Cross examination in a plaintiff’s injury trial can be tricky business. The really good trial lawyers can control the witness on cross without the jurors realizing that the witness is being controlled. This is especially important if the jurors see the witness as likeable or neutral. If the jurors feel disdain for the witness then you can let your control and contempt for the witness be more obvious. However, generally speaking, you don’t want to appear to be controlling of the witness. Jurors can typically relate to a witness with greater ease than they can relate to you the lawyer. Thus, as much as possible, be particularly friendly while conducting cross examination while still maintaining subtle control of your witness. To accomplish this try to focus more on provoking positive testimony than on impeaching your witness. Rarely is it that important to impeach a witness. Your focus on cross should be to force the hostile witness to tell the story of your case for you. Only impeach your witness when you need to do so for the purpose of keeping the witness on course with regard to telling the story of your case to the jurors. As always, don’t ask questions you don’t know the answer to. Don’t give a hostile witness an opportunity to provide direct examination testimony twice. Don’t ask a question of a witness that allows for a bad answer which you can’t impeach upon. Anytime you make the mistake of doing this you demonstrate weakness in yourself and thus weakness in your case.
A big part of maintaining witness control without showing your control comes from your ability to demonstrate good tone and body language while conducting cross. So when your witness gets hostile with you don’t resort to the same behavior with him. Remain friendly, take the higher ground and smile. Jurors will admire you for this course of conduct. When you do impeach the witness do so politely. After the third or fourth impeachment you can let a little resentment leak through as now the jurors are beginning to view the witness as a liar and thus likely have resentment for the witness as well. Whatever feelings and emotions the jurors possess at a given moment in trial you should demonstrate an emotional state that is one step less that of theirs. Never try to persuade the jurors by demonstrating an emotional state which is stronger than the emotional state the jurors are then feeling. If the jurors are at a level seven in terms of anger and resentment towards the defendant then you should be at a level five. Always let the jurors reach their own conclusions on their own. Be subtle in your advocacy.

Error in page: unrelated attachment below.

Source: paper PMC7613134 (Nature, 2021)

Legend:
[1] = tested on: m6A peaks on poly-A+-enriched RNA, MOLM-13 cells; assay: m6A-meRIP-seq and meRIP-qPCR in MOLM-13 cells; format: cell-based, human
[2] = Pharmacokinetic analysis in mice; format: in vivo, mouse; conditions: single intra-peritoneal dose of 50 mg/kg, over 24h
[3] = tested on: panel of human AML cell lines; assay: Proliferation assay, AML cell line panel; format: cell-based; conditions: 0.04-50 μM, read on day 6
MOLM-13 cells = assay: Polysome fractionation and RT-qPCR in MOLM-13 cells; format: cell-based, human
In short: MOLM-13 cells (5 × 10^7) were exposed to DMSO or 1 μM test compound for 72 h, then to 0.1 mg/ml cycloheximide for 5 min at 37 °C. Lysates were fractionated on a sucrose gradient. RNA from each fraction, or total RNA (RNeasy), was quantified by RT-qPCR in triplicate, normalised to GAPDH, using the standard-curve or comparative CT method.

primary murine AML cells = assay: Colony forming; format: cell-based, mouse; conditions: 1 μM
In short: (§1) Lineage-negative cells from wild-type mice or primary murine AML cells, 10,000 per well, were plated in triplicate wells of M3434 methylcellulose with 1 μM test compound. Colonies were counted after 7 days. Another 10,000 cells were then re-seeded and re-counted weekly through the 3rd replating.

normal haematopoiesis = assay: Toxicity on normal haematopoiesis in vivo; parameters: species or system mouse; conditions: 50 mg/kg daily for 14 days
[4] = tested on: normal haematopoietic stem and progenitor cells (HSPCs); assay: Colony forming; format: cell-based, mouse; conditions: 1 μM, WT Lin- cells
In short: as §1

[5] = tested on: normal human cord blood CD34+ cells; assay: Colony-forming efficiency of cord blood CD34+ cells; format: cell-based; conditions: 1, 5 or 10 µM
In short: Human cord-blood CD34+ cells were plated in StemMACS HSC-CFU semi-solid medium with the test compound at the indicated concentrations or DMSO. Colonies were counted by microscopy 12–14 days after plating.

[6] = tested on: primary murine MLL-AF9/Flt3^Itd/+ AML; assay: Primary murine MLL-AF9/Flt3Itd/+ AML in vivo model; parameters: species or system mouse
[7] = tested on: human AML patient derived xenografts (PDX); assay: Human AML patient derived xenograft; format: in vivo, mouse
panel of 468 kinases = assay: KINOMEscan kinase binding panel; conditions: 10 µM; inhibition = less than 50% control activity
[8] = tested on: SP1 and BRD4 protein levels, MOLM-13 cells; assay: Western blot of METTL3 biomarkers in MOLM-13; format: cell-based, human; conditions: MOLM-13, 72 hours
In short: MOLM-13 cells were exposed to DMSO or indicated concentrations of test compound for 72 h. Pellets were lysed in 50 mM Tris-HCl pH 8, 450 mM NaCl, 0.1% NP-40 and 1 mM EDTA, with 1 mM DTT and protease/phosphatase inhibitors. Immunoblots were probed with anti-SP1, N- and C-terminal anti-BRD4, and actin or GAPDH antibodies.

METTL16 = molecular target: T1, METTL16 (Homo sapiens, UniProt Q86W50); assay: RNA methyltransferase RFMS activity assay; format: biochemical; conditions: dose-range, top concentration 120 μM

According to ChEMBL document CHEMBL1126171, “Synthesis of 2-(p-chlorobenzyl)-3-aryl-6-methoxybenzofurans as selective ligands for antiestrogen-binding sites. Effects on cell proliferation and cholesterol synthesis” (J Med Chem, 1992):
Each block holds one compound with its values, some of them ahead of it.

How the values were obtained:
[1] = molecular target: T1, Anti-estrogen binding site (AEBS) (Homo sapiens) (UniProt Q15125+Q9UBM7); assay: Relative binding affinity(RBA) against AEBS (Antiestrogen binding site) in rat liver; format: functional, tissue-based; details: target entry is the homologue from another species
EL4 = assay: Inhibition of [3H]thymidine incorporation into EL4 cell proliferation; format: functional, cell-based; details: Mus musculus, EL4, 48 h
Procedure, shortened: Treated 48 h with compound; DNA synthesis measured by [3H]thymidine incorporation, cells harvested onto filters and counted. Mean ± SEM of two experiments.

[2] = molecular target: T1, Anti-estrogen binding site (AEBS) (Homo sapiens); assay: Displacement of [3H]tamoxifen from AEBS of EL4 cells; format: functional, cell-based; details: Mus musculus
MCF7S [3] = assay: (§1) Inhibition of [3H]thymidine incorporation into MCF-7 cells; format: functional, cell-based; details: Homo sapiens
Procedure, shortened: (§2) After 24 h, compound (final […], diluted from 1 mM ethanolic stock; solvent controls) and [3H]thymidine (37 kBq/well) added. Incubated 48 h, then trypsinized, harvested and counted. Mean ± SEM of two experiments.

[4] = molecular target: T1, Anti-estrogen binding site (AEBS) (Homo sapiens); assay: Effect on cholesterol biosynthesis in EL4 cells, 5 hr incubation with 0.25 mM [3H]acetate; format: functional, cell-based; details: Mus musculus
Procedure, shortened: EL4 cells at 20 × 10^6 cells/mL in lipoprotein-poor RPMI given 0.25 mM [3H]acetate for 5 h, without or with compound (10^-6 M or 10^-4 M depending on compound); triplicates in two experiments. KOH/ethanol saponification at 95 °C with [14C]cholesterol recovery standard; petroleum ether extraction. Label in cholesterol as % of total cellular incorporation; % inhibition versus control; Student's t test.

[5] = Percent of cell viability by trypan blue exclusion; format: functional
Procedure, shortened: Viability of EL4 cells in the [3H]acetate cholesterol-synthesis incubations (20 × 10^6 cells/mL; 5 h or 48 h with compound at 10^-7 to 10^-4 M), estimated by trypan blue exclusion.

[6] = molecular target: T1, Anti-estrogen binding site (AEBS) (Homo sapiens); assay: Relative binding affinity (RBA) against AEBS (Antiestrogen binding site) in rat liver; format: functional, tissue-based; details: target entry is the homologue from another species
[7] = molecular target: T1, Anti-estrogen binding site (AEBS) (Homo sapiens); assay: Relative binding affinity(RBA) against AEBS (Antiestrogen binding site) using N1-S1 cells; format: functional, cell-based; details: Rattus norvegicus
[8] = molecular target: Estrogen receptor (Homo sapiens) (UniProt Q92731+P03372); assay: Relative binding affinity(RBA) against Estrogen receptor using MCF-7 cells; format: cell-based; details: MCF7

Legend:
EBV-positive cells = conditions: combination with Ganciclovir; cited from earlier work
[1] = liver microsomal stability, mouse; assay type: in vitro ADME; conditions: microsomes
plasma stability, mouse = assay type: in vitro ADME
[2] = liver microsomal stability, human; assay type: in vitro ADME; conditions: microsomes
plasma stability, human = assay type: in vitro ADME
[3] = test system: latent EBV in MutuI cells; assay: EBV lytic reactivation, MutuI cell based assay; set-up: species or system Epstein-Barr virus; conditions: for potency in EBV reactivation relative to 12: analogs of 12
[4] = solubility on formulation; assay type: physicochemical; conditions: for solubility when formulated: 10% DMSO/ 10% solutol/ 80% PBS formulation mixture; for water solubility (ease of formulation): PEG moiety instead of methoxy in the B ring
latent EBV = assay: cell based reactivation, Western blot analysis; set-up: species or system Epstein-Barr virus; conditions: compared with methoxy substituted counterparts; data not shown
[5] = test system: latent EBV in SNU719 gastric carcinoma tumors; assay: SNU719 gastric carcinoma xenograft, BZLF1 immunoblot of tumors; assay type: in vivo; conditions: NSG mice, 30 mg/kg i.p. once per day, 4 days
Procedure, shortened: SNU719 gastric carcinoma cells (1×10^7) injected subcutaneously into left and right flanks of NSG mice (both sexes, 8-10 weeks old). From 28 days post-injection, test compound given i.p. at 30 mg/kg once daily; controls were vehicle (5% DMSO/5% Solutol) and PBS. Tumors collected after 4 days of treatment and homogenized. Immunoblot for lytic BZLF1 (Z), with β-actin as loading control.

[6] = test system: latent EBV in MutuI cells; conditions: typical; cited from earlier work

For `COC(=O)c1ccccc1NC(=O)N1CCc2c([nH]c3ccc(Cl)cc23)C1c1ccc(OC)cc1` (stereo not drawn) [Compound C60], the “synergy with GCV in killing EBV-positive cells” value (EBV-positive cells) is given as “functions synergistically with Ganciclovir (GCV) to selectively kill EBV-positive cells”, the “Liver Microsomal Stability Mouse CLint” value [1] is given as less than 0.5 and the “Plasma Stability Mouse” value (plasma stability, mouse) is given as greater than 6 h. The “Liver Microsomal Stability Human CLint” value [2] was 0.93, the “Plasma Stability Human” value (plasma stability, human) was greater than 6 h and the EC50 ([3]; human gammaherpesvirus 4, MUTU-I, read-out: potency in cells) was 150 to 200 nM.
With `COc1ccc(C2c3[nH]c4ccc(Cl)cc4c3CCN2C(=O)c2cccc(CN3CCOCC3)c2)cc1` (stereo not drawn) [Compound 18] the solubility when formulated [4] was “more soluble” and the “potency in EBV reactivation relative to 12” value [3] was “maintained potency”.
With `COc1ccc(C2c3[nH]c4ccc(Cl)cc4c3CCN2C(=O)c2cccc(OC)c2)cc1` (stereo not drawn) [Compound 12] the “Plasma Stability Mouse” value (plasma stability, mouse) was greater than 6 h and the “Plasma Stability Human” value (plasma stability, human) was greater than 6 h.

Finally, with regard to objections, use them sparingly. Only use objections when they are necessary. Half of the time that objectionable testimony is elicited the jurors aren’t even paying attention to the testimony. As soon as you object the juror’s ears will perk up. The jurors see your objections as your attempt to hide evidence from them. You don’t want to be seen in this light. Thus don’t object to any questions unless it is crucial to your case that you do so. Before trial you should be putting on a thorough motion in limine so as to address any objectionable evidence which you anticipate the Defense putting forth in trial. Get a ruling on this evidence well in advance of trial, outside the presence of your jurors. Never object to form of a question as this is a waste of time, does you no good, and reduces your good image in the eyes of the jurors.